Expected future year (Forward)
Market Definitional Tests: Definitional Tests Is the multiple consistently defined?
Proposition 1: Both the value (the numerator) and the standardizing variable ( the denominator) should be to the same claimholders in the firm. In other words, the value of equity should be divided by equity earnings or equity book value, and firm value should be divided by firm earnings or book value.
Is the multiple uniformally estimated?
The variables used in defining the multiple should be estimated uniformly across assets in the “comparable firm” list.
If earnings-based multiples are used, the accounting rules to measure earnings should be applied consistently across assets. The same rule applies with book-value based multiples. An Example: Price Earnings Ratio: Definition: An Example: Price Earnings Ratio: Definition PE = Market Price per Share / Earnings per Share
There are a number of variants on the basic PE ratio in use. They are based upon how the price and the earnings are defined.
Price: is usually the current price
is sometimes the average price for the year
EPS: earnings per share in most recent financial year
earnings per share in trailing 12 months (Trailing PE)
forecasted earnings per share next year (Forward PE)
forecasted earnings per share in future year Descriptive Tests: Descriptive Tests What is the average and standard deviation for this multiple, across the universe (market)?
What is the median for this multiple?
The median for this multiple is often a more reliable comparison point.
How large are the outliers to the distribution, and how do we deal with the outliers?
Throwing out the outliers may seem like an obvious solution, but if the outliers all lie on one side of the distribution (they usually are large positive numbers), this can lead to a biased estimate.
Are there cases where the multiple cannot be estimated? Will ignoring these cases lead to a biased estimate of the multiple?
How has this multiple changed over time? PE Ratio: Descriptive Statistics: PE Ratio: Descriptive Statistics PE: Deciphering the Distribution: PE: Deciphering the Distribution 8 Times EBITDA is not cheap…: 8 Times EBITDA is not cheap… Analytical Tests: Analytical Tests What are the fundamentals that determine and drive these multiples?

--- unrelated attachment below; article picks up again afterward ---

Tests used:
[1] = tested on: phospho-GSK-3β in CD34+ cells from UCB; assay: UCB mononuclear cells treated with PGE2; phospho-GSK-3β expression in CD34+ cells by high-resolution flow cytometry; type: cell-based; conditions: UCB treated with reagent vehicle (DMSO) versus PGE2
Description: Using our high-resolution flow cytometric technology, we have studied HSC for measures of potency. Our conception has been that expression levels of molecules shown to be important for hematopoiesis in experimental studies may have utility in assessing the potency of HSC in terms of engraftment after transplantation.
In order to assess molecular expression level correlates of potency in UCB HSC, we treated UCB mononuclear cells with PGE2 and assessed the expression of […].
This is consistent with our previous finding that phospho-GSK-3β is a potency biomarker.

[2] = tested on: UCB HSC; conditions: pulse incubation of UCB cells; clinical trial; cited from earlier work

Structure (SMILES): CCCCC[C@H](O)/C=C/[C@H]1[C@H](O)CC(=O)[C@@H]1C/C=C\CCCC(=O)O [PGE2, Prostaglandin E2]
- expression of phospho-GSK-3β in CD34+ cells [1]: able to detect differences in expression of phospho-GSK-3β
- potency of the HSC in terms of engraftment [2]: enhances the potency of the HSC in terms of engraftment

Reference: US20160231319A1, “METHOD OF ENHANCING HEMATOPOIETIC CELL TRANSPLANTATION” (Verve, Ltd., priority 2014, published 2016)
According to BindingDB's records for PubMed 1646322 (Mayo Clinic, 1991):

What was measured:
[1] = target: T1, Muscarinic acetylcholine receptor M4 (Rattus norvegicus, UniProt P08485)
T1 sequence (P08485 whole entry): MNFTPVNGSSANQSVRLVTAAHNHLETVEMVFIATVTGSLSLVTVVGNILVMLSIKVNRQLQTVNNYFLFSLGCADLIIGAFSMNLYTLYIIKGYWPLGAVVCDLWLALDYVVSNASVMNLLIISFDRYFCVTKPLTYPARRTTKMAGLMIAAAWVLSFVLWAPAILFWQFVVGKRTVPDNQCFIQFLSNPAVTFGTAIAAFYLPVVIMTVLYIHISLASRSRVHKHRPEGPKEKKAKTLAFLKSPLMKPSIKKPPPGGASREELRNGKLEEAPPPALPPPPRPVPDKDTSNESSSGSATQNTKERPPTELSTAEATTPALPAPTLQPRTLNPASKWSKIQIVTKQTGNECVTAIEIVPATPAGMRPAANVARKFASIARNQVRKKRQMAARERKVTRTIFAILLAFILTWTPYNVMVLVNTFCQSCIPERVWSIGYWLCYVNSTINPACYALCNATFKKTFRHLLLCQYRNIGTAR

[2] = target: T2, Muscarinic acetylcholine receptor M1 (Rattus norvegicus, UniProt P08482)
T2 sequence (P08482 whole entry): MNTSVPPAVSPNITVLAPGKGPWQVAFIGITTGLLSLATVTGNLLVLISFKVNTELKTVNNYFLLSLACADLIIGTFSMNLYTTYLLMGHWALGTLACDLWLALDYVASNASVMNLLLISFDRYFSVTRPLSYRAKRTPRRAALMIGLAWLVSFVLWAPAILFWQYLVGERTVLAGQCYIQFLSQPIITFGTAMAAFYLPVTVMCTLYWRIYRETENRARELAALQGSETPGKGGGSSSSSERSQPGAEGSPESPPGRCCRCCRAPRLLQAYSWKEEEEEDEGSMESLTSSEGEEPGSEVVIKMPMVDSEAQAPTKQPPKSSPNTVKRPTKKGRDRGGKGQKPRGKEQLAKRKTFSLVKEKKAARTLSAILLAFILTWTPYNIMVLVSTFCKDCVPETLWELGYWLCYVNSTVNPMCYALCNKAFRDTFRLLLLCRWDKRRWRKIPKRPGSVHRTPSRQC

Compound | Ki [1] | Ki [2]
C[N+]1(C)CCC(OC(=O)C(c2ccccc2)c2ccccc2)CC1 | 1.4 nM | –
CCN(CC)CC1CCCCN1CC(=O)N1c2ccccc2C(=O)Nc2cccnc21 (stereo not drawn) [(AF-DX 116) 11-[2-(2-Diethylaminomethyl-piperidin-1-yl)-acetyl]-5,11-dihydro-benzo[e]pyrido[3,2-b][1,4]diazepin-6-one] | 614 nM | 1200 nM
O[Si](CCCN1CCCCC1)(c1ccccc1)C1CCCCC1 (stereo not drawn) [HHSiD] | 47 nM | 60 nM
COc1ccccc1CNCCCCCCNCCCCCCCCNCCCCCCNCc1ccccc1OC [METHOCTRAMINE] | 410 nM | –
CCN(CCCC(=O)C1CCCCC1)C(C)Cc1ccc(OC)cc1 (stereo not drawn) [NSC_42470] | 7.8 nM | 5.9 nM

Proposition 2: Embedded in every multiple are all of the variables that drive every discounted cash flow valuation - growth, risk and cash flow patterns.
In fact, using a simple discounted cash flow model and basic algebra should yield the fundamentals that drive a multiple
How do changes in these fundamentals change the multiple?
The relationship between a fundamental (like growth) and a multiple (such as PE) is seldom linear. For example, if firm A has twice the growth rate of firm B, it will generally not trade at twice its PE ratio
Proposition 3: It is impossible to properly compare firms on a multiple, if we do not know the nature of the relationship between fundamentals and the multiple. Relative Value and Fundamentals: Relative Value and Fundamentals What to control for...: What to control for... Multiple Variables that determine it…
PE Ratio Expected Growth, Risk, Payout Ratio
PBV Ratio Return on Equity, Expected Growth, Risk, Payout
PS Ratio Net Margin, Expected Growth, Risk, Payout Ratio
EVV/EBITDA Expected Growth, Reinvestment rate, Cost of capital
EV/ Sales Operating Margin, Expected Growth, Risk, Reinvestment Application Tests: Application Tests Given the firm that we are valuing, what is a “comparable” firm?
While traditional analysis is built on the premise that firms in the same sector are comparable firms, valuation theory would suggest that a comparable firm is one which is similar to the one being analyzed in terms of fundamentals.